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I want to decorate a cake

(19 Posts)
Pastamancer Wed 12-Aug-15 20:57:05

There is no occasion, I just fancy baking and icing a cake because I have never done it before. Normally if I make a cake then it is a bog standard victoria sandwich but with buttercream as well as jam in the middle.

I want to use icing on the top, not cream cheese, ganache or anything like that. I also would like to pipe some royal icing around the bottom.

I have a choice of cake tins, all 8" round. There are 2 shallow ones that I normally use, 1 medium and 1 deep. The shallow ones have a loose base, the medium is a spring one and the deep is just a solid, 1 piece tin.

As I am just doing this to learn a skill I'm not too worried about what it looks like.

Does anyone have any suggestions on what to do? I'm not sure what type of cake to make, do I make madeira or normal sponge? Do I do 2 cakes and stack or 1 and cut? If I cut then any suggestions on how best to do it? What recipe would you recommend for the size tins I have and how much icing do I need?

lougle Wed 12-Aug-15 21:18:52

OK...

Crack 5 eggs into a bowl and weigh them. Use that weight of stork/butter and caster sugar and cream it together until pale and fluffy. Gradually add the eggs, beating well. Add the same weight of sifted flour and 1tsp of baking powder. Mix until the mixture is smooth only.

Split it between the two tins and bake for 35-40 minutes at 160c fan/180 conventional.

Butter cream between cakes.

You'll need about 800g fondant icing to cover it. Roll it to about 0.5cm thick. Use cornflour lightly to stop it sticking to the worktop. Don't over flour it or it will stiffen.

Royal icing: here

Slacken it with a little water (2-3 mls at a time) until a line drawn through it with a spoon disappears after 25-30 seconds. Use a no. 4 nozzle for a thick line or no. 2 for writing/thin line.

chumbler Thu 13-Aug-15 09:38:50

you can practise your fondant icing shapes with play dough wink

Jux Thu 13-Aug-15 22:42:26

I have one good tip for cakes: never open the oven door until you can smell the cake.

MisForMumNotMaid Thu 13-Aug-15 22:45:42

After you've baked your cakes if you cool properly then cover and chill in the fridge till properly chilled, they'll be a slightly firmer base to cover.

Pastamancer Fri 14-Aug-15 09:15:04

Thanks for all the tips. I've been out and bought everything now so fingers crossed the DC play ball and let me get on with it today.

Jux Fri 14-Aug-15 12:01:40

Good luck, Pastamancer. Post pics!

Pastamancer Fri 14-Aug-15 13:10:02

Easy bit done, just need to pluck up the courage to start making icing grin

Pastamancer Fri 14-Aug-15 16:09:51

There is a major flaw in my plan, I am completely incapable of rolling. I have never been able to roll pastry and now the same is happening with the icing. It seems to be rolling ok but then all of a sudden it sticks to the worktop and breaks up. I have put cornflour down but I just can't do it. I've had to start again 4 times now and can't face another try. I've already put buttercream over the cake ready so can't even abandon the icing as I can't just leave it as it is sad

todayiamfat Fri 14-Aug-15 16:12:58

Roll it between 2 sheets of cling film

PurpleDaisies Fri 14-Aug-15 16:22:53

What's your rolling pin made of? My wooden one sticks to icing but I have a massive white smooth plastic one doesn't stick. Is it hot in your kitchen? That makes fondant a nightmare to work with. Could you bs trying to roll it too thin?

Wrap up your fondant in clingfish, have a cuppa and then try again. It is easier when the icing has had a bit of a rest. And don't worry it'lol come with practice.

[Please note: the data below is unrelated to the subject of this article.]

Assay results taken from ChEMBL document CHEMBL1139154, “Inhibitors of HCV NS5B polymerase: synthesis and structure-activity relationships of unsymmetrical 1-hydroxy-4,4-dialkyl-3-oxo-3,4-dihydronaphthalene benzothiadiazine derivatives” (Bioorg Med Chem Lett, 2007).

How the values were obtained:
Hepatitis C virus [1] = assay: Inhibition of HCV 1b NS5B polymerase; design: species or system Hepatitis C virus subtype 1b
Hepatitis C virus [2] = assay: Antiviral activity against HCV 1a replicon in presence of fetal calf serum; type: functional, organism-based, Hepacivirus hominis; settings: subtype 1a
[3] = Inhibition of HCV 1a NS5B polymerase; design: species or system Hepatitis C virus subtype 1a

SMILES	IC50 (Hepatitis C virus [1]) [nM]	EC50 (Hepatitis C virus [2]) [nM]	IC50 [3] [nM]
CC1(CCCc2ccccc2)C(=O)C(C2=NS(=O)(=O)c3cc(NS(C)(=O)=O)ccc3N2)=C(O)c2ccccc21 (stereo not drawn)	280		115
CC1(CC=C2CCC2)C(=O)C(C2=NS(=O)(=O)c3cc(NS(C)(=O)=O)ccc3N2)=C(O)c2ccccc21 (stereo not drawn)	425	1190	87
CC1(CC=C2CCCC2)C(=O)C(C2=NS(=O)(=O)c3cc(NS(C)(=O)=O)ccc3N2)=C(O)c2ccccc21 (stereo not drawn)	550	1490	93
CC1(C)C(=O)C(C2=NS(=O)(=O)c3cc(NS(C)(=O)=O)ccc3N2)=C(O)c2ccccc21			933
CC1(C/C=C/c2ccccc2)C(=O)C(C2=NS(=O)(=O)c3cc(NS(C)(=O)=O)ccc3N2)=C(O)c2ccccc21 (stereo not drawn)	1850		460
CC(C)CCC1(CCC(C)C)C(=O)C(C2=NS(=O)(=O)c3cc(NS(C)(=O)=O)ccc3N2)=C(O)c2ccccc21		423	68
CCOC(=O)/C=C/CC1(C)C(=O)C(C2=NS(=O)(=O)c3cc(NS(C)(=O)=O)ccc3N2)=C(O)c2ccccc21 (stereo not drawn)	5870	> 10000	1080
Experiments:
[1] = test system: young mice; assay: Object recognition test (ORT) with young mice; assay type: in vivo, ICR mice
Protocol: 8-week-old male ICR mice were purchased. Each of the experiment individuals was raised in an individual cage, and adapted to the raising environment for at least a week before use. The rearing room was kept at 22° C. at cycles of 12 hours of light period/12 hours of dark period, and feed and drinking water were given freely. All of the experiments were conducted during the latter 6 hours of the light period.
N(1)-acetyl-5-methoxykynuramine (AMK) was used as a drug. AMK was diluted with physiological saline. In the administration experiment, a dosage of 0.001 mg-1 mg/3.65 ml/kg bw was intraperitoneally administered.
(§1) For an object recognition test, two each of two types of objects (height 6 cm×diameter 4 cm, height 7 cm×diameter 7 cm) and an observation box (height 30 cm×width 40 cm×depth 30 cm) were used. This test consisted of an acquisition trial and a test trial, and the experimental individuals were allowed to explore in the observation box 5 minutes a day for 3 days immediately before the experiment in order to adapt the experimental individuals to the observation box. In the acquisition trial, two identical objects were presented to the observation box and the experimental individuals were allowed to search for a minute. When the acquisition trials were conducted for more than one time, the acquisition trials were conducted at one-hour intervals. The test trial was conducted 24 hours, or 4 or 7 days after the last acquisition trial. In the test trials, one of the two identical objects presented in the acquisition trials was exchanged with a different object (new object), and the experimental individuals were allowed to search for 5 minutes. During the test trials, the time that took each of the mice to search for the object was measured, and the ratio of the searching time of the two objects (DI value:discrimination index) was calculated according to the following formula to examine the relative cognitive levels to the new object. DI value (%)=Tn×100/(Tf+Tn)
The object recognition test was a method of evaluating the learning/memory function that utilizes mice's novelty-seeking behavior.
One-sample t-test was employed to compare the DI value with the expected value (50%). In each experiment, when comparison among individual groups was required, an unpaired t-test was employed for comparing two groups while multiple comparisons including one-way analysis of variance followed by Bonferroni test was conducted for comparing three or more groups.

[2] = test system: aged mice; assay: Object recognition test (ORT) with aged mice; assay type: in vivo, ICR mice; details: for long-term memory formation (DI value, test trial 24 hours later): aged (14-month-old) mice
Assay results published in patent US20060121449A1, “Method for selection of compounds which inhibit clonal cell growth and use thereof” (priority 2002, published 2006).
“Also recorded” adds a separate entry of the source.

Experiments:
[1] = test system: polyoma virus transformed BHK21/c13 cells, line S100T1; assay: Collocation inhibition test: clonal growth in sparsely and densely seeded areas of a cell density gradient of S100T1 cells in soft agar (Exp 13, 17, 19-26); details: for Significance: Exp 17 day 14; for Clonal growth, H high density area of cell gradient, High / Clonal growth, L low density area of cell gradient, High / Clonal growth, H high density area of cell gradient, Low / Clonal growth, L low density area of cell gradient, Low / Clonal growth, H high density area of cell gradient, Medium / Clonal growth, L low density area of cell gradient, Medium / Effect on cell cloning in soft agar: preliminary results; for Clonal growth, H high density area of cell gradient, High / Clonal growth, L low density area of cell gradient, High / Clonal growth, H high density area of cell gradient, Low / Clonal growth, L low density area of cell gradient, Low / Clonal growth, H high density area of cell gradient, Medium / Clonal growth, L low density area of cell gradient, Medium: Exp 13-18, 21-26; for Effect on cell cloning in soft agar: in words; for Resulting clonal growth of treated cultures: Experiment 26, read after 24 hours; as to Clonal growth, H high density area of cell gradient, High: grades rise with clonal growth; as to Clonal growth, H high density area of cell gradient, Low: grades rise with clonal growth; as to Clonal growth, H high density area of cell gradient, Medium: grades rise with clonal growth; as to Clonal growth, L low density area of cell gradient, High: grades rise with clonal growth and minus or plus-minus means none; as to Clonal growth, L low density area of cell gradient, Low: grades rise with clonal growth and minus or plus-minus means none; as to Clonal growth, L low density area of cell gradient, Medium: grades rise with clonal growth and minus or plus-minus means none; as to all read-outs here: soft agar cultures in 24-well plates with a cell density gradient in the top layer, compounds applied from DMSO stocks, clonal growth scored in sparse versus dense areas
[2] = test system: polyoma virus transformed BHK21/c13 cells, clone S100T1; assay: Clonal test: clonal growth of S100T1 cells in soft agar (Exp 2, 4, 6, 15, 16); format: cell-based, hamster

Jux Fri 14-Aug-15 19:41:34

They look lovely, Pastamancer. I'll eat them, butter icing, royal icing, no icing, melted icing...........

Pastamancer Sat 15-Aug-15 17:21:38

DH came home and rescued me from the fondant blush

I have just made and piped the royal icing, ended up making far too much and nobody could describe the cake as pretty but I've done it

MisForMumNotMaid Sat 15-Aug-15 21:37:09

Looks fun. I love the quirky colours.

Its very level/ a very even bake and your icing is very flat so thats a great effort.

Most importantly did you enjoy it?

Jux Sat 15-Aug-15 21:46:24

That's an unforgettable cake! (I think it's pretty.) bet it tastes lovely too.

How much practise did you do for the piping? I have never done any piping - except for mash on shepherd's pie, and I found that hard enough!

I really admire your determination. Did you enjoy doing it, that's the most imortant thing, isn't it?

Well done cake

Pastamancer Sat 15-Aug-15 22:09:37

That was my first ever attempt at piping, just straight on the cake hence the large amount grin

Haven't started eating it yet, am leaving it overnight for the royal icing to set properly.

PurpleDaisies Sun 16-Aug-15 00:23:18

You've done a really nice job there. Enjoy your cake tomorrow-you've definitely earned it.

DinoSnores Sun 16-Aug-15 18:31:14

How did it go, Pasta?

I think it looks great!

grin

cowmop Sun 16-Aug-15 20:26:15

I think you've done a fab job. I went on a course at night school for cake decorating, but mostly it comes down to practice I think. I was taught to roll small bits and decorations out on cornflour but to always use sieved icing to roll whole cake coverings out on. Not sure why to be honest. The other good thing I've been told is to always lift the fondant up the sides of the cake as you smooth it down once you've placed it over. I'm not sure if that makes sense? But it made a huge difference to the finish on mine, no more cracking along the top edge. The best money I've spent cake decorating wise is £5 on a smoother/polisher, actually I use 2, to give a really smooth polished finish.

I only make for family, but really enjoy it now I've started to get the knack a bit.

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